Saturday, October 27, 2007

Vignettes of Hope

Sometimes moments of beauty, hope, inspiration only comes in flashes. Brief moments, it's here, it's experienced, and then it's gone. Swallowed up by the monotony & despair of everyday life (which is one possible story that can be told). These times are a divine source of fuel.

Here are a few.


It is night-time, dark. The block is filled with drunk people & inane conversation. I go to the levee, to escape it all.

"What hope is there? What point???" I ask myself.

I hear a voice and I follow it.

Somewhere, someone is singing. Gospel. I don't know where, but I follow it.

Along the levee, around the turns, I go. I follow the voice, and it only gets louder with each step I take, the closer I get.

Finally I come to a house. It's the only house in the vicinity, all the others have been wiped away. Inside this one house there is one light on. And that is where the voice is coming from.

The voice is beautiful, amazing, bellowing with passion, celebration, worship and praise. Shameless, unrestrained, filled!

Parked outside is a pickup truck, a pile of rubble, and a man sitting on top of it. He is smoking a cigarette. I sit down too, taking it in.

Outside it is dark, except for that one house, with that one light.


A squad car pulled up to the main community house at Common Ground. Then another pulled up behind it. They bore the markings of being "military police."

A group of Common Ground volunteers was curious & concerned. We walked over to see what was up.

A C.G. volunteer was in the midst of a heated argument with a group of four young people in military fatigues, sporting "MP" arm-bands. He was angrily calling them "stupid", "control-freak", "fascist" - they were shouting back with "crazy", "delusional", "ignorant". Eventually the irate volunteer left the fray, hands in the air cursing all the insane shit that he has to deal with.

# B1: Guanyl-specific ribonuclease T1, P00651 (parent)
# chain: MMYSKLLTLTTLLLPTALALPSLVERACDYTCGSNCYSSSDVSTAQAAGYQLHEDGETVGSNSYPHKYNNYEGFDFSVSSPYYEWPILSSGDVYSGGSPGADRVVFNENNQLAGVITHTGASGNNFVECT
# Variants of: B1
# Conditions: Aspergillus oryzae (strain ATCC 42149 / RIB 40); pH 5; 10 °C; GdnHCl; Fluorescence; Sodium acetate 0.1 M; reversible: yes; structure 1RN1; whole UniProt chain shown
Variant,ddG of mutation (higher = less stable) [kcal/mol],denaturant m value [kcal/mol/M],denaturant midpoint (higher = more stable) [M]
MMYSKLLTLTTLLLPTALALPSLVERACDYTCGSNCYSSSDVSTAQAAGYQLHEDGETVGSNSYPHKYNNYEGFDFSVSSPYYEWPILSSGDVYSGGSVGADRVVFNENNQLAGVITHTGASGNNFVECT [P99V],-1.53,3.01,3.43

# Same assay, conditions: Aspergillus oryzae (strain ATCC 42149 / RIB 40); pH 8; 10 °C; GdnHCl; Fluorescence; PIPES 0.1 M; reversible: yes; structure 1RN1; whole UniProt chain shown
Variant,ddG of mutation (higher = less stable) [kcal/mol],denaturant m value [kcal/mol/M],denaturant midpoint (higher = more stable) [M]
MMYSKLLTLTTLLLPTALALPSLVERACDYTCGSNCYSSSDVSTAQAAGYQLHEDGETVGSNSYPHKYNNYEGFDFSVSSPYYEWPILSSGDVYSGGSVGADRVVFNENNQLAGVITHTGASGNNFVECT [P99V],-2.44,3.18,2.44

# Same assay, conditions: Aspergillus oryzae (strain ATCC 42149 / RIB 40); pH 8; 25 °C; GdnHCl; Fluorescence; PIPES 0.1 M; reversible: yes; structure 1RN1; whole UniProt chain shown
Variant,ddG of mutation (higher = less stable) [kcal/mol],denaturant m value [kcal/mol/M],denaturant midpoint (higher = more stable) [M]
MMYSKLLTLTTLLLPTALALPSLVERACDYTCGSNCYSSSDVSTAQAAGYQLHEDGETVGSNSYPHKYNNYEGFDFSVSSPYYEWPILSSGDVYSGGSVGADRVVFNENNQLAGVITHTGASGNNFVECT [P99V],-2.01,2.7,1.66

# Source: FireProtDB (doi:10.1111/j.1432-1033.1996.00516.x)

I approach two of the soldier-cops and ask about what is going on. Apparently the volunteer was seen sitting cross-legged at the end of a bridge connecting the upper & lower 9th ward. He was openly praying in a median next to cars taxiing off the bridge. This man was once a preacher, before he gave up on all of that. The soldier-cops confronted him, and after hitting on a female soldier-cop & protesting the injustice of the situation, he left. Somehow the intensity of their interaction was so strong, that the after-glow of the whole thing drew them together again once more - in front of my home.

I was curious, and asked the two of them nearest to me: "Are you all in the army?"

The female soldier-cop replied: "We", she motioned to herself and the black guy soldier-cop standing next to her, "are with the army national guard. They", motions to the other two men in uniform, "are from the air force police." I notice that the later group is wearing jungle fatigues, while she & her comrade are wearing desert fatigues.

"How old are you? I'm curious." I ask the female soldier-cop. "22", she replies. "How old are you?" asks her uniformed companion. "29", I respond.

"Do you get hit on a lot?", I ask. "All the time," she says, "you get used to it."

The two Air Force soldier-cops were excitedly talking with a group of other volunteers, while the other army reserve soldier-cop was looking back & forth between them & us.

"Have you been to Iraq?", I ask.

"We're going in a few months," she replies, "we all have to go sometime."

"Are you scared?"

"No. I don't focus on that. If I focused on that, I would more likely do something stupid. I would more likely get hit with an IED or something if I focused on being afraid."

A short-term volunteer appears. He's a big white guy, tall, muscular, crew-cut.

"I signed up", he says. "I'm in the Marine Corps. I'll be in boot camp in a couple weeks."

There is a brief silence, everybody is stunned and impressed.

A bond is then formed, and the soldiers, would-be soldier, cops, are immersed in conversation. They talk of boot camp, contrasting Army with Air Force with Marine Corps. And they talk about uniforms, and boots.

Later on, I would see the Marine recruit and his girl-friend alone standing in the middle of the street. They were directly in front of each-other, eye-to-eye, arms folded. They each held an intense stare, lowered voices, tight posture. They were Talking.